Preparation A Japanese rice collection of 175 accessions were used in this study (Table S1) (Yonemaru et al., 2012). The Sasanishiki/Habataki chromosome segment substitution lines (CSSLs, 39 accessions) were also used (Ando et al., 2008).
Sample Preparation Details ID SS01

Sample Preparation Details Information

Title Sample Preparation
Description Seeds were sterilized in 10% sodium hypochloric acid solution by vacuum infiltration for 1 h, and then immersed in aqueous 2% PPMTM solution (Nacalai Tesque, Kyoto, Japan, at 28°C for 1 day in darkness. Seeds were sown in wet commercial fertilized soil (Bonsol II; Sumitomo Chemical, Tokyo, Japan,, and maintained under a 12-h light (28°C)/12-h dark (20°C) cycle for germination. Plants were kept under constant subirrigation conditions with tap water. After 2 weeks of growth, the entire aboveground (or aerial) part of one seedling was collected, weighed, and frozen in liquid nitrogen for analysis. Samples were stored at -80℃ until analysis.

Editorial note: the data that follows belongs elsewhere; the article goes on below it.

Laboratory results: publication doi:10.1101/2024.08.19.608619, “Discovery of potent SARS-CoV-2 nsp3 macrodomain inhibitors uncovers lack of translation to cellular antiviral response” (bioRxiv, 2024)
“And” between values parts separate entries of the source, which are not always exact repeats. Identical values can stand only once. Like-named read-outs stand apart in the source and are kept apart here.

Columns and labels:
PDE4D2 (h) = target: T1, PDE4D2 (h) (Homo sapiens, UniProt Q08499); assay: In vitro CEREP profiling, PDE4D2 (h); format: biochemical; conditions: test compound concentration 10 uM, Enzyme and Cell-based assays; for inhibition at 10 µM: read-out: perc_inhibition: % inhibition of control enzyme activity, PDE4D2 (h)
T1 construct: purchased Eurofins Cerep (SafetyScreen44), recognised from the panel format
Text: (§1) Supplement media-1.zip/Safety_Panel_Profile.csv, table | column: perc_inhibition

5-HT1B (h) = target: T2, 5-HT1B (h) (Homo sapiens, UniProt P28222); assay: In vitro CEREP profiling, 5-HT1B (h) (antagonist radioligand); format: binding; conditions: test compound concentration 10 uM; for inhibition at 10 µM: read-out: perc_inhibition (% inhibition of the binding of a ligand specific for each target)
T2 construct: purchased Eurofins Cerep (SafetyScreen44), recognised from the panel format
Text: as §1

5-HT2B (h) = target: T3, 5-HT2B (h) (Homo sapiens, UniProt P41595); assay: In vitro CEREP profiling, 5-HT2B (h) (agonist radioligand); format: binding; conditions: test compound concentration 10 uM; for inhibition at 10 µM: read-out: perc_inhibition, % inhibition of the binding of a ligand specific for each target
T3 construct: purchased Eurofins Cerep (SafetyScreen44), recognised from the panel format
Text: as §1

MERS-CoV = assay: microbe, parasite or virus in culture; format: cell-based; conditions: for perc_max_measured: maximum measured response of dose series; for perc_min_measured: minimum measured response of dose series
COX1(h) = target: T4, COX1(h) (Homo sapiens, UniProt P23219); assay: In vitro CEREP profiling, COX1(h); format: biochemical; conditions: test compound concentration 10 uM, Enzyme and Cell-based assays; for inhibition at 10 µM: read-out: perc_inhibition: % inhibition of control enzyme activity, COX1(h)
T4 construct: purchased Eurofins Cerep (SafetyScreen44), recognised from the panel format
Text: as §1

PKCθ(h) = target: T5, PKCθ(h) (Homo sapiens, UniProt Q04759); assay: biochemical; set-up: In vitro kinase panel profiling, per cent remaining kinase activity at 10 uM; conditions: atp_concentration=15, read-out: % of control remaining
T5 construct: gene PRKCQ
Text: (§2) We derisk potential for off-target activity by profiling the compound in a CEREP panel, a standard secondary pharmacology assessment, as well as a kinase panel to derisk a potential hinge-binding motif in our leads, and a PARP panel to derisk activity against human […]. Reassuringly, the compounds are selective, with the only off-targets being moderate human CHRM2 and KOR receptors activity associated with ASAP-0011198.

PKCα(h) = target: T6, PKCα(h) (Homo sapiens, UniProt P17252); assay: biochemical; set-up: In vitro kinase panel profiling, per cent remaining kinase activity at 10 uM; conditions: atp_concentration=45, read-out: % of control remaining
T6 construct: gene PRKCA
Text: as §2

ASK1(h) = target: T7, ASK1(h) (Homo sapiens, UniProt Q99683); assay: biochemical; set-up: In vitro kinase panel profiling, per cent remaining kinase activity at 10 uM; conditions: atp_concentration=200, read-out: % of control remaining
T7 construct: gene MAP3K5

Analytical Method Information

ID M01
Title Metabolic profiling analysis using LC-ESI-Q-Tof/MS
Method Details ID MS01
Sample Amount 3 μL

Analytical Method Details Information

Title Metabolic profiling analysis using LC-ESI-Q-Tof/MS
Instrument Waters Acquity UPLC system and Waters Q-Tof Premier
Instrument Type UPLC-QTOF-MS
Ionization ESI
Ion Mode Positive
Description Analysis was performed using samples with three or four biological replicates per cultivar. Frozen rice tissue was homogenized in five volumes of cold 80% aqueous methanol containing an internal standard (0.5 mgL-1 lidocaine, Tokyo Kasei, Tokyo, Japan,, using a mixer mill (MM 300, Retsch, Haan, Germany, and a zirconia bead for 6 min at 20 Hz. Samples were centrifuged at 15 000 g for 10 min.